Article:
Canadian Forest Service Publications
Guideline to Collecting Cones of B.C. Conifers. 1976. Dobbs, R.C.; Edwards, D.G.W.; Konishi, J.; Wallinger, D. Environment Canada, Canadian Forestry Service, Pacific Forest Research Centre, Victoria, BC. Joint Report No. 03, co-published by the BC Ministry of Forests. 98 p.
Issued by: Pacific Forestry Centre
Catalog ID: 4926
Availability: PDF (download)
In order for a provincial reforestation program to progress rapidly, a continuous supply of high quality seeds of selected provenance is required. It is also critically important that the staff be familiar with cone collection methods and procedures. To this end, the B.C. Forest Service and the Pacific Forest Research Centre (Canadian Wildlife Service) established a joint committee which produced an up-to-date guide to the various aspects of seed production, collection and preparation.
The publication, entitled "Collecting Cones of B.C. Conifers", is intended primarily for B.C. Forest Service personnel. However, given that most of the information is of general interest, the guide can also be useful to foresters and technicians outside the designated region.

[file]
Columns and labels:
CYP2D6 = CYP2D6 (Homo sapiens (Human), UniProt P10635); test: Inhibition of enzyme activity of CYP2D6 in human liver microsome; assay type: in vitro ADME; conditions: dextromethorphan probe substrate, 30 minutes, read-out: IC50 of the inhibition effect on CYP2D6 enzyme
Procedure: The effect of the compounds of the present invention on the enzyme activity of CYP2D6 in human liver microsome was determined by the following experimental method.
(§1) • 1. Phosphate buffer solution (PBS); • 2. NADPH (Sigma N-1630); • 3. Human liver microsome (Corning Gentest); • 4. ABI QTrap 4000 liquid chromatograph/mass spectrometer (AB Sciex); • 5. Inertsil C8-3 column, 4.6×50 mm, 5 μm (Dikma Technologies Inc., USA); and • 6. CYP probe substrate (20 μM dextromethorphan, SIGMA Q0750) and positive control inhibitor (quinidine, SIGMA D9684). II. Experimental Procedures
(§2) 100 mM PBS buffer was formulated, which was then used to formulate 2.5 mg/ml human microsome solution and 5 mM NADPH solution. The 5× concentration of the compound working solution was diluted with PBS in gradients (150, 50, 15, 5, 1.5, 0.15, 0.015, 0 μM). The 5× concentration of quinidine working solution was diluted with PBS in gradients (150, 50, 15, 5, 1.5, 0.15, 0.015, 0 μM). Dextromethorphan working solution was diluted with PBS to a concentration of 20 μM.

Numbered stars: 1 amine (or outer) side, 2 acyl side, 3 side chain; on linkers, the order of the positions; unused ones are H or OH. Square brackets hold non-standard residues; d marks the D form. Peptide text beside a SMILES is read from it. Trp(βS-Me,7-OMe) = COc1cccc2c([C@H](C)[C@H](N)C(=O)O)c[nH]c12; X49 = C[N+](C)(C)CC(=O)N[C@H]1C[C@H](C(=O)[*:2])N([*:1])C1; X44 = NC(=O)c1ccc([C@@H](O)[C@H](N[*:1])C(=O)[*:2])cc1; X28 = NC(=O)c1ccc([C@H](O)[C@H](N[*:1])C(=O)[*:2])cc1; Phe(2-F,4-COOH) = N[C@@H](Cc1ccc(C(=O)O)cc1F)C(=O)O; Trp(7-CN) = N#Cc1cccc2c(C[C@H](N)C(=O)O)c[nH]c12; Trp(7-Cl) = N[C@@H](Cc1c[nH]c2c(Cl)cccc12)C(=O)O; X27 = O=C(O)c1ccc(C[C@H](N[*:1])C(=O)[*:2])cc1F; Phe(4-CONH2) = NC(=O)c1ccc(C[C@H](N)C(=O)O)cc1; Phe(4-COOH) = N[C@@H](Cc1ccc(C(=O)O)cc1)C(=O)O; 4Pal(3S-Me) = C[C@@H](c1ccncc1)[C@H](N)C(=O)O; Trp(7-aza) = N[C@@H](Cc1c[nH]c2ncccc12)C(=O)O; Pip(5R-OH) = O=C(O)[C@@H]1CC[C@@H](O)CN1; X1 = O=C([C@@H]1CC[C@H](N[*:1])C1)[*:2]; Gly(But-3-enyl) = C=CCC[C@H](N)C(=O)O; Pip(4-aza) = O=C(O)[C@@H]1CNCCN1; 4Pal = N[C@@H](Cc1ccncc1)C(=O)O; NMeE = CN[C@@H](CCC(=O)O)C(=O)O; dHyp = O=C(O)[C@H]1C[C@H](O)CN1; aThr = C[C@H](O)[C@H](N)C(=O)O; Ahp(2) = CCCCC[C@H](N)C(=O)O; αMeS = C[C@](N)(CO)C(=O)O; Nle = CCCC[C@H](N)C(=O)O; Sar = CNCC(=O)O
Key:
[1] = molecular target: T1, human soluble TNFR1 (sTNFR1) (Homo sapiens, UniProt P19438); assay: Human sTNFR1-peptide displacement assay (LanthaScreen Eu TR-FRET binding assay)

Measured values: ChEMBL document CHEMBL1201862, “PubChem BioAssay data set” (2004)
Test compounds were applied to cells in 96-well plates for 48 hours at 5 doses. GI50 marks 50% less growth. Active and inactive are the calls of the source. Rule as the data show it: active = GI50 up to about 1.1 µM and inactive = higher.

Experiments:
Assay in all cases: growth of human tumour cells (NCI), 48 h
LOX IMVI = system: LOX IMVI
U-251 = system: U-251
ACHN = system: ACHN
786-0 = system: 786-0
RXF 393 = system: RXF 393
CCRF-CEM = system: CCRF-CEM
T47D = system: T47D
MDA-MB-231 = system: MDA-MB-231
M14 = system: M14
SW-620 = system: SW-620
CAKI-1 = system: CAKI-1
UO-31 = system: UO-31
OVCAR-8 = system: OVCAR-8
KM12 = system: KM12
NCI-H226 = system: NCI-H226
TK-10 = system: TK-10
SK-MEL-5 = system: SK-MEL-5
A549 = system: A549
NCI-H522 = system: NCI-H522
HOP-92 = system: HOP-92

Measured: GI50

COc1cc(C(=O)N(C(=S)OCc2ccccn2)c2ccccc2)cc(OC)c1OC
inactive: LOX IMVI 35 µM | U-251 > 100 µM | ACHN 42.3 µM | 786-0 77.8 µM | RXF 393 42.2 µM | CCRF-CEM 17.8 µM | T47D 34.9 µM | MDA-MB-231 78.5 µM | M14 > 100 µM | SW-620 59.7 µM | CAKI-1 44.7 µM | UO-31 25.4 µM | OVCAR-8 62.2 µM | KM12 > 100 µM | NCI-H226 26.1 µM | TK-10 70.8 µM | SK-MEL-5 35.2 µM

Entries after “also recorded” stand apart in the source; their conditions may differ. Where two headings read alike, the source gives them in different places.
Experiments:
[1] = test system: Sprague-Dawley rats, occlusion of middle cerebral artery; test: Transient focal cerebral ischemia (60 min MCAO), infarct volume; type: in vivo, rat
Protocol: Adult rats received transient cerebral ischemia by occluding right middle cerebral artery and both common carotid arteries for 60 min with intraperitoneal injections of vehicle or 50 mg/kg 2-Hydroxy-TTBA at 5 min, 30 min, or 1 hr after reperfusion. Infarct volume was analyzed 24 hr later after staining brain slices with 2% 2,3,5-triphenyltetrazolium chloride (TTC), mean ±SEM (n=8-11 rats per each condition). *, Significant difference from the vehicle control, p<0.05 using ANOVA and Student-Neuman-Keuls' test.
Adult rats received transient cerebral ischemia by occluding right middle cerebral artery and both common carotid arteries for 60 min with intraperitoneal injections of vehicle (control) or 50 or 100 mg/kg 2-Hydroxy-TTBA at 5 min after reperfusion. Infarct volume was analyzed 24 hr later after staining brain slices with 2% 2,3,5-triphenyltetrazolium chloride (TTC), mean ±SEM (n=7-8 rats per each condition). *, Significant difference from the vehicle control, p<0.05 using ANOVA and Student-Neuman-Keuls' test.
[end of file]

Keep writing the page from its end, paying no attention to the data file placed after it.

The guide is divided into two sections. The first section provides an overview of the various operations involved in cone collection, with a discussion of the following topics: cone and seed formation and development; obstacles to cone crop development and periodicity; determination of cone and seed requirements; crop forecasting and rating; preparation of collection areas; equipment, transportation methods and labour; collection methods and supervision of cone collectors; and cone handling, which includes identification of seedlots, registration and tagging, forms and shipment of cones to the drying facilities.
The second section provides specific cone collection information and recommendations for 20 major conifer species of British Columbia. It also contains appendices respecting provincial cone collection regulations, cone collection permits, and the physical characteristics of the cones and seeds of the major conifer species. One of the appendices provides detailed guidelines on cone forecasting for Douglas fir and white spruce.
The guide is abundantly illustrated with black-and-white and colour photographs, line drawings and distribution maps.